Archbishop Richard Smith urged parishioners to carry on their founders' legacy.

WCR PHOTO | RAMON GONZALEZ

Archbishop Richard Smith urged parishioners to carry on their founders' legacy.

September 19, 2011
RAMON GONZALEZ
WESTERN CATHOLIC REPORTER

ST. ALBERT — As the world stopped to mark the 10th anniversary of the terrorist attacks Sept. 11, members of St. Albert Parish gathered at the grotto on a cold, windy morning to mark the 150th anniversary of their historic parish.

More than 600 people attended the outdoor jubilee Mass and, as rain began to fall near the end of the Mass, they ran for cover under the enormous white tent set up beside the church. The celebration had to be cut short.

Under the tent, participants sang Happy Birthday to their parish, heard greetings from Church leaders, religious orders and dignitaries, and ate a lunch of chicken, beef, cabbage rolls, perogies and salad.

This, their gala event, was one of many celebrations held throughout the year to mark the 150th anniversary. The parish has been holding one celebration a month since the beginning of the year.

Oblate Father Albert Lacombe founded St. Albert Parish in 1861 with the help of the Grey Nuns who came from Lac Ste. Anne.

The only purpose for which the Oblates and the Grey Nuns came to the area a century and a half ago was “to bring to the people of this land the truth and beauty of the Gospel,” Archbishop Richard Smith said in his homily.

Smith called on parishioners to carry on the founders’ legacy. “The challenges they faced were enormous; just think of the poor conditions in which they lived, the means of transport and so on.”

TRAVELLED BY SNOWSHOE

“Bishop (Vital) Grandin travelled countless kilometres by snowshoe in order to evangelize, in order to make Jesus Christ known.

“Now that mission is ours in what we are calling today the new evangelization. The Church is called today to find ever-new ways, methods and modes of expression to hand on to the people of our day what we have received from our ancestors.”

The challenges of today are different but they are no less daunting. “When we announce the Gospel we are offering a diet that many today, unaccustomed to the beauty of the Gospel’s teachings, would find very difficult to digest,” the archbishop said.

He said that to a society increasingly accustomed to consuming vast amounts of falsehood and illusion the truth proposed by Christ seems hard to swallow.

“Particularly difficult for many to swallow is the teaching given in the Gospel passage of today’s Mass, where the Lord speaks in no uncertain terms of the need to place mercy and forgiveness at the centre of one’s life,” Smith said.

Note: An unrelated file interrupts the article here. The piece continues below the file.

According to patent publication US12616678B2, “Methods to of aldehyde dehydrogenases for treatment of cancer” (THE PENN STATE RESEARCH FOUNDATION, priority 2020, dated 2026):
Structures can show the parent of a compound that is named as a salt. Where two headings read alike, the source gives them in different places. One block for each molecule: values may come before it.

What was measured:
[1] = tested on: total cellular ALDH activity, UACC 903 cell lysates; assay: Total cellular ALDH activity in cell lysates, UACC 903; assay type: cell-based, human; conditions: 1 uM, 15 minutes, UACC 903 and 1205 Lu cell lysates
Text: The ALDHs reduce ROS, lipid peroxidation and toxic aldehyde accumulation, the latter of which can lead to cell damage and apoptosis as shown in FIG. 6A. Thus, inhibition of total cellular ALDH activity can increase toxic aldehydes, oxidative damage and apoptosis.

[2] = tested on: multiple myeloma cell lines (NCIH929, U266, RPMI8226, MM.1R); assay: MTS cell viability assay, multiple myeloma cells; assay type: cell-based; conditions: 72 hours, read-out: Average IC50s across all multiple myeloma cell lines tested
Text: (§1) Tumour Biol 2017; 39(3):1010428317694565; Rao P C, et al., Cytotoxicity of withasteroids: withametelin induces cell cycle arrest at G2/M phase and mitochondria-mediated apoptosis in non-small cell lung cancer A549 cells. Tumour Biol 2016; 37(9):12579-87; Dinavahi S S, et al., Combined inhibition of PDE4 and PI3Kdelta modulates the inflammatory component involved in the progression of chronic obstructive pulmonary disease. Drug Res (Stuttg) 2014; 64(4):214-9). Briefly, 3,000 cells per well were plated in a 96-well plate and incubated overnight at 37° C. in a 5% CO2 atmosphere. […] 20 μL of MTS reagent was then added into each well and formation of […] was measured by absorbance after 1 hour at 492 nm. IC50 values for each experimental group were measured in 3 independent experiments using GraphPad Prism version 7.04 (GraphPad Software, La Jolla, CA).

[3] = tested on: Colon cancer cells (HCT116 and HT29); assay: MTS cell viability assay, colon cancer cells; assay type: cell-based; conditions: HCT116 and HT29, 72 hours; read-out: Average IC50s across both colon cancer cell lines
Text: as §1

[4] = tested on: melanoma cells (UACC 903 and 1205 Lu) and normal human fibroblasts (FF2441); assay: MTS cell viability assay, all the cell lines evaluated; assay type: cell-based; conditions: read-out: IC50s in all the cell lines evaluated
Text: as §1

“It’s striking that this teaching of our Lord comes to us as the world marks the 10th anniversary of the terrible terrorist attacks in the U.S.

“The loss of life from those deranged and evil acts gave birth, understandably, to anger so deep that any talk of forgiveness became, for many, impossible even to hear let alone heed.”

Smith also asked people to reflect on the situation in the Middle East, where for decades terrible atrocities have left many people of that region hating one another.

ANTIDOTE TO POISON

“Many in that context find the idea of forgiveness unthinkable. And yet at the same time we also know that violence simply breeds more violence and a never-ending spiral of animosity and despair. The only antidote to that poison is mercy. Forgiveness holds violence in its tracks.”

This need to be forgiving of others is related to the new evangelization, to our call to hand on the faith that we received, continued Smith.

He said to be effective in doing so we must be people of integrity whose lives correspond to our words. “We must be people of mercy. Indeed we must be people who are seen to have consumed all that the Gospel proposes.

“That’s the legacy of Father Lacombe and the Grey Nuns. They were successful because they were effective witnesses before others. They were seen to be people who consumed with delight the banquet of truth and joy given in the teaching of Jesus Christ.”

Among those attending the gala event was Joan Thom, a parishioner since 1973 and head usher for the past 23 years.

“This celebration is going very good,” she said. “A lot of planning went into it. We are the oldest parish in the diocese.”

Thom said St. Albert Parish is unique “because everybody works together. It’s taken a lot of people working together to put this whole year on,” she said. “This is a very good parish, we have a wonderful parish priest.”

Kevin Paish and his family have been members of the parish for five years.

“I love this parish,” he said. “This is holy ground. When you come up here it feels holy. This whole area on the hill is blessed.”